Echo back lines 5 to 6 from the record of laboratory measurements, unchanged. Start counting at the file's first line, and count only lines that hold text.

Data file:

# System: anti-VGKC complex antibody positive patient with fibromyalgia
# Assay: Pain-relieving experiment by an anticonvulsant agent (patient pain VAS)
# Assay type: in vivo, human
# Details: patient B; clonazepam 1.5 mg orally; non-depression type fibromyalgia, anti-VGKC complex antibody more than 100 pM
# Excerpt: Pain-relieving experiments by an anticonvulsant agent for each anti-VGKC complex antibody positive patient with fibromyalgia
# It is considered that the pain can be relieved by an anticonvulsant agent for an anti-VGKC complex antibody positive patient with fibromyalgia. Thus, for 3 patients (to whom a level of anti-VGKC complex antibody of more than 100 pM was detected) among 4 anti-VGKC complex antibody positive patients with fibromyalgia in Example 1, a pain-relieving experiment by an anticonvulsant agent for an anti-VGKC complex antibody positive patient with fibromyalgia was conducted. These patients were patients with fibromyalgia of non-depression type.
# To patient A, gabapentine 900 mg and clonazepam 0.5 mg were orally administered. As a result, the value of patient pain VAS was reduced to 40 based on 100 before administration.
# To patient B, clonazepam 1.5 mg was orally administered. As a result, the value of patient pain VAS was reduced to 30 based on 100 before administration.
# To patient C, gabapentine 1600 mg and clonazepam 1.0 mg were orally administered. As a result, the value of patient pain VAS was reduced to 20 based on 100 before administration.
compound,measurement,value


# Excerpt: Pain-relieving experiments by an anticonvulsant agent for each anti-VGKC complex antibody positive patient with fibromyalgia
# It is considered that the pain can be relieved by an anticonvulsant agent for an anti-VGKC complex antibody positive patient with fibromyalgia. Thus, for 3 patients (to whom a level of anti-VGKC complex antibody of more than 100 pM was detected) among 4 anti-VGKC complex antibody positive patients with fibromyalgia in Example 1, a pain-relieving experiment by an anticonvulsant agent for an anti-VGKC complex antibody positive patient with fibromyalgia was conducted. These patients were patients with fibromyalgia of non-depression type.